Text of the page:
Thus, the vine metaphor is being utilized by Jesus to provide a model for the new way in which he will be present to his disciples, though he will no longer be embodied. Though the metaphor of the vine continues to be used to explain God’s covenantal relation to his people and the abundance of fruit continues to be significant in weighing the health of that relation, the metaphor has been significantly changed.[5] God is not only vinter, but also vine in the person of Christ; the people of God are not the vine but branches. The relationship is no longer merely external with God acting on the vine and on the abiotic conditions, though God continues to act and be present to the vine in these ways; God has become one with his people in that God is the vine. Christ has eclipsed and fulfilled the telos of the people of God. The people of God are made one in the Vine of Christ (whose branches are believers in him into which even the Gentiles have been grafted). The branches of a vine cannot remain, let alone produce fruit, without receiving nutrients from the vine with which they are intimately connected.

2.2 Material Context

2.2.1 The Grafted Vine

Grafting[6] is a classical method utilized to breed plants via physical attachment (Vogel 2012, 59). Though grafting has been practiced from at least 1800 BC (Warschefsky et al. 2016, 418; Mudge et al. 2009, 439). Human understanding of the mechanics of how plants graft remains limited (Melnyk 2016, 3; Warschefsky et al. 2016, 427). Grafting refers to the natural or controlled merger of plant parts resulting in a composite plant that functions and appears as a singular organism. Grafting consists of combining the upper part of a plant (scion) with the lower part of another plant (the rootstock) which can be of a differing species from the scion or have been genetically modified; the former contributes stems, leaves, fruits, etc., while the latter provides the root system and lower end of the trunk. The entirety of the plant, rootstock and scion, might be considered a chimeric-graft. Yet, each plant part remains intact and genetically distinct, retaining its individual identity with the ability to be separated.

Grafting requires a healthy and vigorous rootstock, and in most cases, a dormant scion. Grafting somehow facilitates the transfer of desired properties of the rootstock to the scion (Lusser and Davies 2013, 438-445); properties advantageous to the plant are produced and disadvantageous properties avoided. Grafting is used for clonal vegetative propagation, avoidance of juvenility, repair, biotic and abiotic resistance, size control, to create unusual growth forms, and cultivar change (Mudge et. al 2009, 441-444). The rootstock is thought of as the physical anchor of the vine, exerting some level of control over the scion through modulation of the scion’s phenotype, affecting nutrient uptake, vigor, shape, and quality of the scion (Melnyk 2016, 4; Cookson and Ollat 2013). It is important to note that changes in the rootstock do not change the genetic kind or genotype of the scion.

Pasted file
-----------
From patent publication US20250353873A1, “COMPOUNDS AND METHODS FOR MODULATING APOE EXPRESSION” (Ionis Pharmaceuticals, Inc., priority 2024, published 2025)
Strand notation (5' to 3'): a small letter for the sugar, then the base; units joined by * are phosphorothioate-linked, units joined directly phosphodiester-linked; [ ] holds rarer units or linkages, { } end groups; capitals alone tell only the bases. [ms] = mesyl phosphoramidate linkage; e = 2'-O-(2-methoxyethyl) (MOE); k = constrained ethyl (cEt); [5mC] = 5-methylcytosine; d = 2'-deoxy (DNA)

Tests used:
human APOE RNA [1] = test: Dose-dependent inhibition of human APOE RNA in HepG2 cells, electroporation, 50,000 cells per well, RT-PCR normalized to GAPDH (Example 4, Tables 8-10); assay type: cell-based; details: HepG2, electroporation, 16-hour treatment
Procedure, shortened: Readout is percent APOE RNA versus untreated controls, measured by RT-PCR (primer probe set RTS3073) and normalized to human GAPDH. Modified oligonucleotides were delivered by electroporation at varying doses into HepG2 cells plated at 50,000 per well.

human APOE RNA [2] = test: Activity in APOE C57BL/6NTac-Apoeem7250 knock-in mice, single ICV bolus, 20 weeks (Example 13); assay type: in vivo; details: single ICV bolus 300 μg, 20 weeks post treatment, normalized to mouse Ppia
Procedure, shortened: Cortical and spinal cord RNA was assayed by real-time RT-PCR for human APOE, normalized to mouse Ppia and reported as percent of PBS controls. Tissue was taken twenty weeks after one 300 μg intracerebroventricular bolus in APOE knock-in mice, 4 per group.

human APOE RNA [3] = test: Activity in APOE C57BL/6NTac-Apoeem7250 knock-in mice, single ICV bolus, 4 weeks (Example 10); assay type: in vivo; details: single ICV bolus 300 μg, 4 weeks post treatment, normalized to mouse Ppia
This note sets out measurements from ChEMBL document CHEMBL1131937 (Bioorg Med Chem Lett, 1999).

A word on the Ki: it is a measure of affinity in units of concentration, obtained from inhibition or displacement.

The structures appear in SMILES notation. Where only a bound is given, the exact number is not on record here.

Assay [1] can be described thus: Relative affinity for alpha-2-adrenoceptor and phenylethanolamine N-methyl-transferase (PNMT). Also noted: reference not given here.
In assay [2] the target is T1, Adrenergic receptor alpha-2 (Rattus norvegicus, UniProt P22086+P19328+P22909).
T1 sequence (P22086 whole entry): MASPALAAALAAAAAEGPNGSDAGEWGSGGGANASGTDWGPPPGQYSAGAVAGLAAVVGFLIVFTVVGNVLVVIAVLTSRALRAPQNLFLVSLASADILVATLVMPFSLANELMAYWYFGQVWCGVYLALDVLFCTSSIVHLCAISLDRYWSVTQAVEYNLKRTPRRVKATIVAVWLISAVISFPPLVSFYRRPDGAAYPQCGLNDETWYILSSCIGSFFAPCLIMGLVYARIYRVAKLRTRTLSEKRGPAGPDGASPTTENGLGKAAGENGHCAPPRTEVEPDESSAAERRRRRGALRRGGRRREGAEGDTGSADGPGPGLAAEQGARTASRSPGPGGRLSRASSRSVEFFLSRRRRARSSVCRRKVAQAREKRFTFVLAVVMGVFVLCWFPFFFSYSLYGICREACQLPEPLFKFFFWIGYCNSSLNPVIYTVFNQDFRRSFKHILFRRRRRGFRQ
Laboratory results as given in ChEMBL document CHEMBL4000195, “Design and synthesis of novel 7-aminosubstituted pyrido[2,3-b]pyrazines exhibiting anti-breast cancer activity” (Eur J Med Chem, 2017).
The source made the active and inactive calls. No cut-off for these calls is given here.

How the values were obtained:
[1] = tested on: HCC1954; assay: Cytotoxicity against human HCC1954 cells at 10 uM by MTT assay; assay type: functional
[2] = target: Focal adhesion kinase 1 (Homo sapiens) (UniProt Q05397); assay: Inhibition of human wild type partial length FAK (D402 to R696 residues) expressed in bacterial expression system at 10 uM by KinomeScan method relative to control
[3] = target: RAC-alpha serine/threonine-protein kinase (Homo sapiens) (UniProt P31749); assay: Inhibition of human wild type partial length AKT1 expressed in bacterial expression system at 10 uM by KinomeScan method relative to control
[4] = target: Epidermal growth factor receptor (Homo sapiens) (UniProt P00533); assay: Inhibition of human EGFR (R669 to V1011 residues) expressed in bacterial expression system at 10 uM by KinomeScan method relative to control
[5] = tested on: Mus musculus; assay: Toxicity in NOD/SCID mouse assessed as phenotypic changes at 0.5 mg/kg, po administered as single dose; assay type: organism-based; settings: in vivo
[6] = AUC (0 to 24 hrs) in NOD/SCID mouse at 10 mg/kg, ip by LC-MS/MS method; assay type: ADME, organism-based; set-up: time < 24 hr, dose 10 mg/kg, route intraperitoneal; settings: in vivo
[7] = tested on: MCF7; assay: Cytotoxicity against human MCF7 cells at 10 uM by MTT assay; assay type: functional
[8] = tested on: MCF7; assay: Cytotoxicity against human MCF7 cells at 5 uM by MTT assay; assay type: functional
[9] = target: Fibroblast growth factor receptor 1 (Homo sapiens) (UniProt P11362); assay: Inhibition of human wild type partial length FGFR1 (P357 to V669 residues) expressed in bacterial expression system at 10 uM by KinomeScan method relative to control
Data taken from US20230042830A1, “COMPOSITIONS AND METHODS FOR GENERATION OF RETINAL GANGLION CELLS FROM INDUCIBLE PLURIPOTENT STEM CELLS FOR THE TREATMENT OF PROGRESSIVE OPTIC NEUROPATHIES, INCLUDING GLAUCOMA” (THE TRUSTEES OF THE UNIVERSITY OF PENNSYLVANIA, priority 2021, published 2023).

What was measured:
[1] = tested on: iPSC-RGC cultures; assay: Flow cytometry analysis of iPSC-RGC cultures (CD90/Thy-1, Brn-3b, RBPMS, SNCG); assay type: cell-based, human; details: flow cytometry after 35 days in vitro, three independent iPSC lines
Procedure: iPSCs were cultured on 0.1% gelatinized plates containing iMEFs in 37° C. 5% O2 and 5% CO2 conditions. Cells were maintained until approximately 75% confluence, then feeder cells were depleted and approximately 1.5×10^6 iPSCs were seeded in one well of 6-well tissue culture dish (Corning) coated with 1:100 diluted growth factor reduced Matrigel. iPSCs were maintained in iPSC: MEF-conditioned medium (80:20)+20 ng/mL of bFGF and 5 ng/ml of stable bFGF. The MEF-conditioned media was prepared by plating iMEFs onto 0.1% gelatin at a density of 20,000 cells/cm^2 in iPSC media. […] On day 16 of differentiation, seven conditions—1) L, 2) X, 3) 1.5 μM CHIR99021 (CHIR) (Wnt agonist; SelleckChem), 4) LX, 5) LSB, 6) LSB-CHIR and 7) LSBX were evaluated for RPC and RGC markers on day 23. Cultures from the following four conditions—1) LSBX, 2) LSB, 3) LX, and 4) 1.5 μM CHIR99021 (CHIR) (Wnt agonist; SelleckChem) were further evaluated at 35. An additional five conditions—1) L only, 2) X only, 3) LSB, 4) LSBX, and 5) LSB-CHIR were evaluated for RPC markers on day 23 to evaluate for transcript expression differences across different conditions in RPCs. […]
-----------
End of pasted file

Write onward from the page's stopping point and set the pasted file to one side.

The operation of grafting begins with the wounding of two plants and is completed in the healing of those wounds via the graft or union site. Essential to successful grafting is permanent cambium contact (Kassai et al. 2011, 1-6).  Lying just beneath the bark, the cambium consists of the layer of meristematic cells (undifferentiated cells similar to stem cells[7]) responsible for secondary growth. The process requires both preparation (maintaining health and moisture of the cambium layers for union, proper cutting of both rootstock and scion, etc.) as well as time. It is at the graft site where “communication” occurs between cells leading to possible “substantial changes occur[ing], such as cell differentiation and organ regeneration, and even genetic material […being] exchanged between the scion and stock at the graft site” (Yin et al. 2012, 4220).

2.2.2  The Graft Union and Molecular Transformation

The scientific data regarding molecular transformation offers evidence that two distinct subjects with varying degrees of similarity can come together and interpenetrate without being identified as a new fused entity or blurring the lines of identity between the subjects involved. Molecular transformation, normally performed in a lab, can be observed naturally at the site of the graft union of every individual scion. In the case of induced molecular transformation, the modified cell (X), though now composite in that it has received and thus been changed by external RNA from another living cell (Y), retains its identity as (X).  The merged cell (X) can manifest properties of varied quality impossible without the merging of the two subjects and possibly entirely unique properties. If the two subjects are separated, they will lose that which has been gained and revert to their old form, i.e., if union is lost, effects of the union no longer manifest in cell (X).

At the point of contact between the scion and rootstock, i.e., the graft union, molecular transformation occurs by way of cambium contact and regeneration of cells in the wounded plant parts. In other words, at the graft union, cells of both the rootstock and scion begin to divide, regenerate, and differentiate, causing them to naturally bump up against one another and begin to share and/or transfer molecules with one another. This is often referred to as “communication” between cells. Understanding how healing and union occurs by way of contact is not clear. One way is that the injury to the plant produces an asymmetry at the wound site changing the transport dynamics. The second is that, due to injury, hormonal and mechanical cues trigger regeneration response in the plant. The former theory of healing might be thought of as a literal metaphysical restructuring of the plant; the latter theory of healing would occur through the activation of potential properties already existent yet dormant (and unseen) in the scion which require the interpenetration relation with a given  set of alien cells to catalyse their potential and affect manifestation of particular properties. Charles Melnyk (2016, 4) of the Sainsbury Laboratory in Cambridge explains: